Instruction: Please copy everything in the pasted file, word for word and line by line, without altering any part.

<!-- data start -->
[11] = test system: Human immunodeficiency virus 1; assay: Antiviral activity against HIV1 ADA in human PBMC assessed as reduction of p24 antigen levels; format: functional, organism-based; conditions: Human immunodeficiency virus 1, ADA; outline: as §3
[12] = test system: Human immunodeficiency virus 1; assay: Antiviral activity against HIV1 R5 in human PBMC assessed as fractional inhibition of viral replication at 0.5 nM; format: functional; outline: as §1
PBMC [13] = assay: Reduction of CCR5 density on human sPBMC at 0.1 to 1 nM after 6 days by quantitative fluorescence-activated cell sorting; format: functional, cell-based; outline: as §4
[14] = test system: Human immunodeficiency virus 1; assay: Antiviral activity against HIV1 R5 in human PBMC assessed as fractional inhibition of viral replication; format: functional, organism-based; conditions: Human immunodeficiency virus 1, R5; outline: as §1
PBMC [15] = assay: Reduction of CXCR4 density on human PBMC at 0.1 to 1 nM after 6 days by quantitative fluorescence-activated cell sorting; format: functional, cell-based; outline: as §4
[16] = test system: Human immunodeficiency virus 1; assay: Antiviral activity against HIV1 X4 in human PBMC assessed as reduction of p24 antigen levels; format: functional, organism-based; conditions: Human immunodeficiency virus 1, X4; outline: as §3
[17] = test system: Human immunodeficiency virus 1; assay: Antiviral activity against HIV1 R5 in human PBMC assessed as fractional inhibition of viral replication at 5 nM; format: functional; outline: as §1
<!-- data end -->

[11] = test system: Human immunodeficiency virus 1; assay: Antiviral activity against HIV1 ADA in human PBMC assessed as reduction of p24 antigen levels; format: functional, organism-based; conditions: Human immunodeficiency virus 1, ADA; outline: as §3
[12] = test system: Human immunodeficiency virus 1; assay: Antiviral activity against HIV1 R5 in human PBMC assessed as fractional inhibition of viral replication at 0.5 nM; format: functional; outline: as §1
PBMC [13] = assay: Reduction of CCR5 density on human sPBMC at 0.1 to 1 nM after 6 days by quantitative fluorescence-activated cell sorting; format: functional, cell-based; outline: as §4
[14] = test system: Human immunodeficiency virus 1; assay: Antiviral activity against HIV1 R5 in human PBMC assessed as fractional inhibition of viral replication; format: functional, organism-based; conditions: Human immunodeficiency virus 1, R5; outline: as §1
PBMC [15] = assay: Reduction of CXCR4 density on human PBMC at 0.1 to 1 nM after 6 days by quantitative fluorescence-activated cell sorting; format: functional, cell-based; outline: as §4
[16] = test system: Human immunodeficiency virus 1; assay: Antiviral activity against HIV1 X4 in human PBMC assessed as reduction of p24 antigen levels; format: functional, organism-based; conditions: Human immunodeficiency virus 1, X4; outline: as §3
[17] = test system: Human immunodeficiency virus 1; assay: Antiviral activity against HIV1 R5 in human PBMC assessed as fractional inhibition of viral replication at 5 nM; format: functional; outline: as §1